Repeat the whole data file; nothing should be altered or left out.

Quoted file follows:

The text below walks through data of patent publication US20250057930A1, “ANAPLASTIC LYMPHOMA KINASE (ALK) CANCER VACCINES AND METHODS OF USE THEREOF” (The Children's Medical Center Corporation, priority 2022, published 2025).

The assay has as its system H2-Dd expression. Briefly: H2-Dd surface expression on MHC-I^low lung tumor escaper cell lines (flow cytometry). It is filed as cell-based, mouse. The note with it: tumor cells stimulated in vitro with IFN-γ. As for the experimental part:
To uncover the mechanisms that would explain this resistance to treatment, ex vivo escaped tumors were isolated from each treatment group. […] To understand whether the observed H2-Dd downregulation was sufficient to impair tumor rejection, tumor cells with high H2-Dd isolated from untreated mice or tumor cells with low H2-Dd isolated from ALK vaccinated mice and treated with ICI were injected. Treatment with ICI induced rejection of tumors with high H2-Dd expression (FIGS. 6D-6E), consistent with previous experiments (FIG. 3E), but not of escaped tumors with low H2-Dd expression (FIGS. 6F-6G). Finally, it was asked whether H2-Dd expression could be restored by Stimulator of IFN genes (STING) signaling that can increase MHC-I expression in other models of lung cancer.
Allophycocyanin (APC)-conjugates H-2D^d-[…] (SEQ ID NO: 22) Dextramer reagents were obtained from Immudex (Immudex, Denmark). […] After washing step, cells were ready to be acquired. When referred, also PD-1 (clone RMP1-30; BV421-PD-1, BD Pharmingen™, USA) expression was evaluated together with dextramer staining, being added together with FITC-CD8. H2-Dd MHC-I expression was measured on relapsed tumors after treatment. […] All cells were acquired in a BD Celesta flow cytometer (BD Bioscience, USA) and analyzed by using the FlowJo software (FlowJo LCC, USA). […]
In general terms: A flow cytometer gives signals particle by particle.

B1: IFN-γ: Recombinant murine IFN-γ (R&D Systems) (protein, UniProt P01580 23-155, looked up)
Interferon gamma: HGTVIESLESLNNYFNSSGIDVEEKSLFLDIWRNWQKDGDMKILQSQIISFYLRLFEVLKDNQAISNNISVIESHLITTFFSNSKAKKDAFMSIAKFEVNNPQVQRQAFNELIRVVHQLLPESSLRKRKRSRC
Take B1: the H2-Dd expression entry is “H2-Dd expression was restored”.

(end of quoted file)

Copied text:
The text below walks through data of patent publication US20250057930A1, “ANAPLASTIC LYMPHOMA KINASE (ALK) CANCER VACCINES AND METHODS OF USE THEREOF” (The Children's Medical Center Corporation, priority 2022, published 2025).

The assay has as its system H2-Dd expression. Briefly: H2-Dd surface expression on MHC-I^low lung tumor escaper cell lines (flow cytometry). It is filed as cell-based, mouse. The note with it: tumor cells stimulated in vitro with IFN-γ. As for the experimental part:
To uncover the mechanisms that would explain this resistance to treatment, ex vivo escaped tumors were isolated from each treatment group. […] To understand whether the observed H2-Dd downregulation was sufficient to impair tumor rejection, tumor cells with high H2-Dd isolated from untreated mice or tumor cells with low H2-Dd isolated from ALK vaccinated mice and treated with ICI were injected. Treatment with ICI induced rejection of tumors with high H2-Dd expression (FIGS. 6D-6E), consistent with previous experiments (FIG. 3E), but not of escaped tumors with low H2-Dd expression (FIGS. 6F-6G). Finally, it was asked whether H2-Dd expression could be restored by Stimulator of IFN genes (STING) signaling that can increase MHC-I expression in other models of lung cancer.
Allophycocyanin (APC)-conjugates H-2D^d-[…] (SEQ ID NO: 22) Dextramer reagents were obtained from Immudex (Immudex, Denmark). […] After washing step, cells were ready to be acquired. When referred, also PD-1 (clone RMP1-30; BV421-PD-1, BD Pharmingen™, USA) expression was evaluated together with dextramer staining, being added together with FITC-CD8. H2-Dd MHC-I expression was measured on relapsed tumors after treatment. […] All cells were acquired in a BD Celesta flow cytometer (BD Bioscience, USA) and analyzed by using the FlowJo software (FlowJo LCC, USA). […]
In general terms: A flow cytometer gives signals particle by particle.

B1: IFN-γ: Recombinant murine IFN-γ (R&D Systems) (protein, UniProt P01580 23-155, looked up)
Interferon gamma: HGTVIESLESLNNYFNSSGIDVEEKSLFLDIWRNWQKDGDMKILQSQIISFYLRLFEVLKDNQAISNNISVIESHLITTFFSNSKAKKDAFMSIAKFEVNNPQVQRQAFNELIRVVHQLLPESSLRKRKRSRC
Take B1: the H2-Dd expression entry is “H2-Dd expression was restored”.